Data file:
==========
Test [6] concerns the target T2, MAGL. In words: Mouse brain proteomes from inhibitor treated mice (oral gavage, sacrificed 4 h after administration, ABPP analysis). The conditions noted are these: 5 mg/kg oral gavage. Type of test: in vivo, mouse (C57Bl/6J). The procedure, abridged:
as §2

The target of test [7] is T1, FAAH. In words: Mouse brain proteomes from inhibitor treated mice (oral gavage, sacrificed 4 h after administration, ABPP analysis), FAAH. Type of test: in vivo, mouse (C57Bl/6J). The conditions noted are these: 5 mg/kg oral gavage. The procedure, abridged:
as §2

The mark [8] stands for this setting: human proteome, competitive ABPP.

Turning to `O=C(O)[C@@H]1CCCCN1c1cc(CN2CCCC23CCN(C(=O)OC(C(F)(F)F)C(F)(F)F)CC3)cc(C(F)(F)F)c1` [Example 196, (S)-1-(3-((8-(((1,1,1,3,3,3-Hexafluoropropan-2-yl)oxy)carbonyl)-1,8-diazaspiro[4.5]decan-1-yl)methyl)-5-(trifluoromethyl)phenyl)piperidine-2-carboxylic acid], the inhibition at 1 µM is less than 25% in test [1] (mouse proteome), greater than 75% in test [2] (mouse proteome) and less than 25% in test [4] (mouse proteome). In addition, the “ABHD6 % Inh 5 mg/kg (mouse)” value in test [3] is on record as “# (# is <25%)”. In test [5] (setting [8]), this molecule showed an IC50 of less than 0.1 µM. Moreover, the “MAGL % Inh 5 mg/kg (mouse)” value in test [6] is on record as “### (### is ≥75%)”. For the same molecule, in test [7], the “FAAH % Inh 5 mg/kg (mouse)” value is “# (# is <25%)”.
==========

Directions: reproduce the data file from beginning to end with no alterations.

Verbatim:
Test [6] concerns the target T2, MAGL. In words: Mouse brain proteomes from inhibitor treated mice (oral gavage, sacrificed 4 h after administration, ABPP analysis). The conditions noted are these: 5 mg/kg oral gavage. Type of test: in vivo, mouse (C57Bl/6J). The procedure, abridged:
as §2

The target of test [7] is T1, FAAH. In words: Mouse brain proteomes from inhibitor treated mice (oral gavage, sacrificed 4 h after administration, ABPP analysis), FAAH. Type of test: in vivo, mouse (C57Bl/6J). The conditions noted are these: 5 mg/kg oral gavage. The procedure, abridged:
as §2

The mark [8] stands for this setting: human proteome, competitive ABPP.

Turning to `O=C(O)[C@@H]1CCCCN1c1cc(CN2CCCC23CCN(C(=O)OC(C(F)(F)F)C(F)(F)F)CC3)cc(C(F)(F)F)c1` [Example 196, (S)-1-(3-((8-(((1,1,1,3,3,3-Hexafluoropropan-2-yl)oxy)carbonyl)-1,8-diazaspiro[4.5]decan-1-yl)methyl)-5-(trifluoromethyl)phenyl)piperidine-2-carboxylic acid], the inhibition at 1 µM is less than 25% in test [1] (mouse proteome), greater than 75% in test [2] (mouse proteome) and less than 25% in test [4] (mouse proteome). In addition, the “ABHD6 % Inh 5 mg/kg (mouse)” value in test [3] is on record as “# (# is <25%)”. In test [5] (setting [8]), this molecule showed an IC50 of less than 0.1 µM. Moreover, the “MAGL % Inh 5 mg/kg (mouse)” value in test [6] is on record as “### (### is ≥75%)”. For the same molecule, in test [7], the “FAAH % Inh 5 mg/kg (mouse)” value is “# (# is <25%)”.